The TinySA is a low-cost handheld spectrum analyzer, with a price of around 60 €. We are going to see what we get with this price and in future articles we know how to get the maximum of this device for signal measurement and generation, as well as to use it for EMC troubleshooting.
Where to buy
There are many online shops selling tinySAs. Be aware that there are some clones, so be really careful when selecting the place to buy it. Some of the verified vendors are in this list:
The minimum resolution bandwidth of 2.4kHz makes it impossible to see more spectral detail.
The high input (240MHz to 960MHz) has very limited image suppression and only one level optional built-in attenuator which makes it difficult to interpret complex signals.
The high input optional input attenuator is frequency-dependent and varies between 25dB and 40dB.
At lower resolution bandwidths (below 30kHz) the measurement time per point starts to increase due to the resolution filter implementation. Careful use of the FAST sweeping mode may reduce this time increase.
The performance limitations of the shielding and the filters may lead to certain images and spurs being visible but certain functions like spur suppression and switching to below IF may help detect and/or reduce these spurs and images.
Below 0.1MHz the sensitivity starts to reduce.
Below 1MHz it is recommended to disable the AGC and possibly enable the LNA to get best measurement quality.
When using the supplied telescopic antenna or a low RBW one should be aware of the radiation from the tinySA MCU on 48MHz and its harmonics.
The Spectrum Analyzer TinySA comes with the following elements:
Cable USB type C
Two cables SMA to SMA rg174
One SMA female to female connector
One SMA telescopic antenna
One hand rope
The pick is to use the touchscreen. Due to the reduced screen size, this pick is a critical element, however, it is not impossible to use your hands, but the process will be surely slower.
It is possible to connect it to a computer through a USB port. Then, we can visualize data on the PC screen instead of on the little tinySA screen.
There are two SMA ports: a high-frequency port, for signals from 240 MHz to 960 MHz, and a low-frequency port, for signals from 100 kHz to 350 MHz.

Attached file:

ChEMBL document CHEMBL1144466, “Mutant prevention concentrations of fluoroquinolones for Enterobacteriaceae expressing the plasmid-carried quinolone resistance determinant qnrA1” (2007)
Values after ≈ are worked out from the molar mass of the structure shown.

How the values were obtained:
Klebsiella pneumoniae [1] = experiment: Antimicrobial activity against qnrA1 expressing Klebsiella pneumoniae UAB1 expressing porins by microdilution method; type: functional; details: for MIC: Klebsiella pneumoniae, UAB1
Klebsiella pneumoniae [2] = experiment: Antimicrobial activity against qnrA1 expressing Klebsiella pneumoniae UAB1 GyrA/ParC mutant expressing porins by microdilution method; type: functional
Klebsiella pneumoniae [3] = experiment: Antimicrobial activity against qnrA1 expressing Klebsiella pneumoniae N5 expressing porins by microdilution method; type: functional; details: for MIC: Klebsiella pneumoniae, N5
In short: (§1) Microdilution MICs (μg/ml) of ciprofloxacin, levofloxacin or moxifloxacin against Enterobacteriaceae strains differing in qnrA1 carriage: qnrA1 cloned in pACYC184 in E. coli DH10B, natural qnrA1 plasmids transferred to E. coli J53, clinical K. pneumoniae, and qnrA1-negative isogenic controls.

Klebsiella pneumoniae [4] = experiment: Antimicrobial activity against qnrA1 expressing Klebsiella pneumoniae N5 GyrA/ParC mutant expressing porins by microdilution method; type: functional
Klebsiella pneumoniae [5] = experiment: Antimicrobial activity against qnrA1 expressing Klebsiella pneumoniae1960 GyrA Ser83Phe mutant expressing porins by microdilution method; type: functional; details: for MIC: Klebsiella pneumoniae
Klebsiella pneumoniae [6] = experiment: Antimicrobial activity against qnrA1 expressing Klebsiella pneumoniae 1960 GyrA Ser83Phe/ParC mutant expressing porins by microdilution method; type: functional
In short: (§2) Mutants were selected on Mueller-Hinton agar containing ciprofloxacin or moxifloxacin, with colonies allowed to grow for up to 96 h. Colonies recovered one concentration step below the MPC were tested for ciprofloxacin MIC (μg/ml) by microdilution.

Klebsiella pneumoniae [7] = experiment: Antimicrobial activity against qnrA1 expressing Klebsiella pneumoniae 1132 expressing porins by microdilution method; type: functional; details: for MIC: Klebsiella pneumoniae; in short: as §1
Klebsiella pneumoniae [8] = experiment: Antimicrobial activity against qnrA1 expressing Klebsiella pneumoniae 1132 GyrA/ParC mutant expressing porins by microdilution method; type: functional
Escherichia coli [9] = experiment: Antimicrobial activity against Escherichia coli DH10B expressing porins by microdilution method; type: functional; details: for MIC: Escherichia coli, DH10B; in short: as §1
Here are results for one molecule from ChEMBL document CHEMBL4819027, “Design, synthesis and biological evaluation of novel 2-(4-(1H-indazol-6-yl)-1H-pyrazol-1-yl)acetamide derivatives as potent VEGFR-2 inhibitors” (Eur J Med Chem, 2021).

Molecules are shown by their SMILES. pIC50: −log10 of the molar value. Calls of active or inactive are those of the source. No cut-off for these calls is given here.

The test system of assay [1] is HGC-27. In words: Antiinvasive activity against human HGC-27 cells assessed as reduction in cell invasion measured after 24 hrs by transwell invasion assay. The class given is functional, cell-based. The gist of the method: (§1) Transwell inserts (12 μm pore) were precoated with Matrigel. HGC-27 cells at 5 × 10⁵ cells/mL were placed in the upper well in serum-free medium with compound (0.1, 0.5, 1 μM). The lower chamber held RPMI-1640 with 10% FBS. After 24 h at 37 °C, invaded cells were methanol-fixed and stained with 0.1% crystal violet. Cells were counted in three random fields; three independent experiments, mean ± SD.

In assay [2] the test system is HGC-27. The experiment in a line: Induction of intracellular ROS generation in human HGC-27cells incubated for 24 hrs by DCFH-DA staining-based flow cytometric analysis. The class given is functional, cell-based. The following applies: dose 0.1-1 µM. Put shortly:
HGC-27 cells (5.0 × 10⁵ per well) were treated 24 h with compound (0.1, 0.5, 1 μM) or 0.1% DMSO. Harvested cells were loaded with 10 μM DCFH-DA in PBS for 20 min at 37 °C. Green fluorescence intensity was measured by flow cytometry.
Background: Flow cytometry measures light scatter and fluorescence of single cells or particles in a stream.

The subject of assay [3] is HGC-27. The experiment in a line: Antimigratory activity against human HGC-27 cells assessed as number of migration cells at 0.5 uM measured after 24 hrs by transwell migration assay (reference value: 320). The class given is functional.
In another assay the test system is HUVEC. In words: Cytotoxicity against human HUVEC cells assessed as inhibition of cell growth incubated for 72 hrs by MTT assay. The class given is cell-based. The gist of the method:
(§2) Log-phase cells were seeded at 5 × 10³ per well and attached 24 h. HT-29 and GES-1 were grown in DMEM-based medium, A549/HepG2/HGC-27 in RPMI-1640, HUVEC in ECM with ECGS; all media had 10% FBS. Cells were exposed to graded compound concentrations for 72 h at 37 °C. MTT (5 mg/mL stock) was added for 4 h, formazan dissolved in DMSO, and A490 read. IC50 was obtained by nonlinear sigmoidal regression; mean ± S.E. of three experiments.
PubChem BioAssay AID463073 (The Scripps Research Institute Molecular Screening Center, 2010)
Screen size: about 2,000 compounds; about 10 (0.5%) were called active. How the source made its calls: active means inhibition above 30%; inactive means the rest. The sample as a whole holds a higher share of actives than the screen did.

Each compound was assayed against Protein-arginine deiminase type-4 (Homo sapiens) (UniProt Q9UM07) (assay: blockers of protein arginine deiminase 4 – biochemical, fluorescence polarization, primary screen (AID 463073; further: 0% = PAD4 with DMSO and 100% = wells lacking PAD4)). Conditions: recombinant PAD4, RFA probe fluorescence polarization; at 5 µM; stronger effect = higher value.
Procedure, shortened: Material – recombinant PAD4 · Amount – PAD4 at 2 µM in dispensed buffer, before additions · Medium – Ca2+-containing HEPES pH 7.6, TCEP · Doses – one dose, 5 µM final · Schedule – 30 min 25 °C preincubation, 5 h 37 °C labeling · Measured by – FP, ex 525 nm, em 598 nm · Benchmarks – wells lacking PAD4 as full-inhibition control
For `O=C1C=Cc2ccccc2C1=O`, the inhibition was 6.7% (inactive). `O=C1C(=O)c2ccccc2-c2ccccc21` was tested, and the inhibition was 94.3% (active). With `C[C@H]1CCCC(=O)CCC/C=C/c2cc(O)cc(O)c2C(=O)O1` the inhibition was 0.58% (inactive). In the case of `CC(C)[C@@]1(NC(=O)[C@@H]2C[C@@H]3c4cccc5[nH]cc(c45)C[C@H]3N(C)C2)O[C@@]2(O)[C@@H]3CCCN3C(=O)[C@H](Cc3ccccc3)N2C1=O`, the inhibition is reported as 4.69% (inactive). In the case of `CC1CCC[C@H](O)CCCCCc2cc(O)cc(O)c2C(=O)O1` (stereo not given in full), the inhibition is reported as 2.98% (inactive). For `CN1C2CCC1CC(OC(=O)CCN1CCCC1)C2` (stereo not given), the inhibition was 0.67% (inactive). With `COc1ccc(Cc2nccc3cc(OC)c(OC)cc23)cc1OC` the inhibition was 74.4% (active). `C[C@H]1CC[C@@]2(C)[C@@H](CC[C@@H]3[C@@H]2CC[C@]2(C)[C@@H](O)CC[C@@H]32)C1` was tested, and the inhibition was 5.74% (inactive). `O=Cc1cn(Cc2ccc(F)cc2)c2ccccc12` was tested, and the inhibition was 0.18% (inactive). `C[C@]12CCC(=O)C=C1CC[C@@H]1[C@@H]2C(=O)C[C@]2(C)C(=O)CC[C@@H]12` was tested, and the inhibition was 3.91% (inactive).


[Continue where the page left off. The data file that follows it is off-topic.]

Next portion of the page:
There is a Windows application to read and show the data, named tinySA-App. The authors claim that it is not finished, but to visualize some basic measurements, it works very fine. It can be downloaded from this link: http://athome.kaashoek.com/tinySA/Windows/
The tinySA can work in four different modes:
Low input: to measure signals from 100 kHz to 350 MHz.
High input: to measure signals from 240 MHz to 960 MHz.
Low output: to generate signals from 100 kHz to 350 MHz.
High output: to generate signals from 240 MHz to 960 MHz.
There is also an additional mode, named Cal output, which is only used to calibrate the signal generation function.
Check that your tinySA is a good one
Since there are some clones that are not technically good, let’s be sure that our own tinySA is a good one to avoid future frustrations. The method to verify is simple: connect the high connector to the low connector and run the Self-test following the steps: touch the screen → Config → Self Test.
Once you run it, you should see the following picture:
If you get the same image, congratulations! Your tinySA is a good one. If any test fails, verify the set-up and, if everything is correct, contact the supplier to ask for a replacement or a refund.
Configure the PC Software
Even though this stage is not compulsory, it is always recommendable to have the full test set up before starting the measurements.
Download the tinySA-App, it does not require installation.
Connect the tinySA to your PC using the USB cable.
Verify that the driver has been correctly installed in the Device Manager panel.
Execute the TinySA-App
Select the serial port (Starting with COM), the baud rate, 115200, and connect to the tinySA.
Do some tests, for example:
Execute a single scan
Execute a continuous scan. Depending upon the measuring parameters, this process can take some time.
You can perform measurements using the touchscreen and once you have everything prepared, capture a screenshot. In this way, you do not risk blocking the communication channel.
Let’s perform some simple measurements, just connecting the tinySA to a function generator. For this post, a Siglent SDG 805 was used.
Sinusoidal signal 5 MHz – 10 mVpp
Square signal 2 MHz – 10 mVpp
The TinySA is a very low-cost device with a lot of potential. There are many options to discover and take advantage of. We do not have to forget that its firmware is being continuously updated, so possible flaws that can be corrected will be implemented in the future.
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